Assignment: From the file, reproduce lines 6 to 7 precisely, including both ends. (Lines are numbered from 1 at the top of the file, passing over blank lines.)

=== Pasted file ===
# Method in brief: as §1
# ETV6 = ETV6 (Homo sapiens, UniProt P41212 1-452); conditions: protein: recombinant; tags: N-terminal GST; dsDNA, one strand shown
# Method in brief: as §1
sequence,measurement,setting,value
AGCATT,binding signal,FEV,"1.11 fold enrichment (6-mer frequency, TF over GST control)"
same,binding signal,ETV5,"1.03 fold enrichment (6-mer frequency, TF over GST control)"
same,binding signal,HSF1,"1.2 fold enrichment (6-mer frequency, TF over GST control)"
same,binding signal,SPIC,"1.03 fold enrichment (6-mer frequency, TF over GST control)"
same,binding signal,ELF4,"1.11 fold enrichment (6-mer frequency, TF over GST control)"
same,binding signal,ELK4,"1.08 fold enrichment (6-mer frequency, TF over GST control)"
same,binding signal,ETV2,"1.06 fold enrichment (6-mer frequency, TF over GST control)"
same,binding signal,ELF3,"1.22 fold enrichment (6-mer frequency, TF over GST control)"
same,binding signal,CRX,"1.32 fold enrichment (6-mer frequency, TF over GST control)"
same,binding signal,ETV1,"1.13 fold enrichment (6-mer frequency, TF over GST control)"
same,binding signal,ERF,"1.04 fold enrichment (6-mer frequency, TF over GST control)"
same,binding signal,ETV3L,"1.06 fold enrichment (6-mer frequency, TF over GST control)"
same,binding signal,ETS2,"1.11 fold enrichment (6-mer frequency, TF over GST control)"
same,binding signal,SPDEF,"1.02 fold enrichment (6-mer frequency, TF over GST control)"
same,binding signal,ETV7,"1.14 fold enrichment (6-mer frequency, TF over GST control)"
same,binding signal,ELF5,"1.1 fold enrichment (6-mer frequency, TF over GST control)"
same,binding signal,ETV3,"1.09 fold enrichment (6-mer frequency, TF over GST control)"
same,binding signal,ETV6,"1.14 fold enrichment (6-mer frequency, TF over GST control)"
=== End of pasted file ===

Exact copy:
same,binding signal,ETV5,"1.03 fold enrichment (6-mer frequency, TF over GST control)"
same,binding signal,HSF1,"1.2 fold enrichment (6-mer frequency, TF over GST control)"